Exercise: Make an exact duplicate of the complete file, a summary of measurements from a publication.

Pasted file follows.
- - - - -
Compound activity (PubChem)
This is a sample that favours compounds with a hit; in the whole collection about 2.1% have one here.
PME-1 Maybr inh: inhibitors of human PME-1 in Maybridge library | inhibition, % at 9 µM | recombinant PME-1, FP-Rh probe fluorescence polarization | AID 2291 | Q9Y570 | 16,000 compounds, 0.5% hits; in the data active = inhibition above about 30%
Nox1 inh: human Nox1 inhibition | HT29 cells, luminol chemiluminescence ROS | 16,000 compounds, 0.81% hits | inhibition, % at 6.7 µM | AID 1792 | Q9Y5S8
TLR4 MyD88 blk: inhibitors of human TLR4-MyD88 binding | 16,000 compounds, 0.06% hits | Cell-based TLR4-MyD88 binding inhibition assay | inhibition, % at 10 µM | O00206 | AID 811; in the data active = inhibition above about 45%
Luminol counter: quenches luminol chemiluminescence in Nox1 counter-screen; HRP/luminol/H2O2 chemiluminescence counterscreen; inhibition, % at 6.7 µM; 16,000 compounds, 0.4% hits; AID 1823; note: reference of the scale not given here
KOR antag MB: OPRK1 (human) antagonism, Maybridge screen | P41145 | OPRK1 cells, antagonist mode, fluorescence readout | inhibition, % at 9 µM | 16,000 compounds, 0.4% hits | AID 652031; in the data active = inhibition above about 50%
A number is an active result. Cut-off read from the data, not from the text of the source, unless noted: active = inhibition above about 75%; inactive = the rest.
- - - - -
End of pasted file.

Compound activity (PubChem)
This is a sample that favours compounds with a hit; in the whole collection about 2.1% have one here.
PME-1 Maybr inh: inhibitors of human PME-1 in Maybridge library | inhibition, % at 9 µM | recombinant PME-1, FP-Rh probe fluorescence polarization | AID 2291 | Q9Y570 | 16,000 compounds, 0.5% hits; in the data active = inhibition above about 30%
Nox1 inh: human Nox1 inhibition | HT29 cells, luminol chemiluminescence ROS | 16,000 compounds, 0.81% hits | inhibition, % at 6.7 µM | AID 1792 | Q9Y5S8
TLR4 MyD88 blk: inhibitors of human TLR4-MyD88 binding | 16,000 compounds, 0.06% hits | Cell-based TLR4-MyD88 binding inhibition assay | inhibition, % at 10 µM | O00206 | AID 811; in the data active = inhibition above about 45%
Luminol counter: quenches luminol chemiluminescence in Nox1 counter-screen; HRP/luminol/H2O2 chemiluminescence counterscreen; inhibition, % at 6.7 µM; 16,000 compounds, 0.4% hits; AID 1823; note: reference of the scale not given here
KOR antag MB: OPRK1 (human) antagonism, Maybridge screen | P41145 | OPRK1 cells, antagonist mode, fluorescence readout | inhibition, % at 9 µM | 16,000 compounds, 0.4% hits | AID 652031; in the data active = inhibition above about 50%
A number is an active result. Cut-off read from the data, not from the text of the source, unless noted: active = inhibition above about 75%; inactive = the rest.